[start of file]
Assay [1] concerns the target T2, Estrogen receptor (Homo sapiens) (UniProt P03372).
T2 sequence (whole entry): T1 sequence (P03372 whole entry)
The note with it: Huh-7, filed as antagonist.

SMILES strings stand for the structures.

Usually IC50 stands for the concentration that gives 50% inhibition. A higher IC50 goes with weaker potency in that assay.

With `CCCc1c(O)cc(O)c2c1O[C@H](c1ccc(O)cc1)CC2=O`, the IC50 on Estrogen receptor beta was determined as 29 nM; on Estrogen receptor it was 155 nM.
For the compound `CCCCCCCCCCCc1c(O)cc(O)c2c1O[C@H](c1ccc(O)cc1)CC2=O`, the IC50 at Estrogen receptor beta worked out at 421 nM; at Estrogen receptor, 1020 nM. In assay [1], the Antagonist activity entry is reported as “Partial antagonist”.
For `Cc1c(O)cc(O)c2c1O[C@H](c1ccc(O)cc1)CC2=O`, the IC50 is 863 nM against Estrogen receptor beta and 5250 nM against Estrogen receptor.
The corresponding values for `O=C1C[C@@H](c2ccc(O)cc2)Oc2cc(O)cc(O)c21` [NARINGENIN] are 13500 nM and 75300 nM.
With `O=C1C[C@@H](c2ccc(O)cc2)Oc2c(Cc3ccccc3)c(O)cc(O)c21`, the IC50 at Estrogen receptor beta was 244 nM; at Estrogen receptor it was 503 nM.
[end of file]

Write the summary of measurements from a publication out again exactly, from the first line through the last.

Assay [1] concerns the target T2, Estrogen receptor (Homo sapiens) (UniProt P03372).
T2 sequence (whole entry): T1 sequence (P03372 whole entry)
The note with it: Huh-7, filed as antagonist.

SMILES strings stand for the structures.

Usually IC50 stands for the concentration that gives 50% inhibition. A higher IC50 goes with weaker potency in that assay.

With `CCCc1c(O)cc(O)c2c1O[C@H](c1ccc(O)cc1)CC2=O`, the IC50 on Estrogen receptor beta was determined as 29 nM; on Estrogen receptor it was 155 nM.
For the compound `CCCCCCCCCCCc1c(O)cc(O)c2c1O[C@H](c1ccc(O)cc1)CC2=O`, the IC50 at Estrogen receptor beta worked out at 421 nM; at Estrogen receptor, 1020 nM. In assay [1], the Antagonist activity entry is reported as “Partial antagonist”.
For `Cc1c(O)cc(O)c2c1O[C@H](c1ccc(O)cc1)CC2=O`, the IC50 is 863 nM against Estrogen receptor beta and 5250 nM against Estrogen receptor.
The corresponding values for `O=C1C[C@@H](c2ccc(O)cc2)Oc2cc(O)cc(O)c21` [NARINGENIN] are 13500 nM and 75300 nM.
With `O=C1C[C@@H](c2ccc(O)cc2)Oc2c(Cc3ccccc3)c(O)cc(O)c21`, the IC50 at Estrogen receptor beta was 244 nM; at Estrogen receptor it was 503 nM.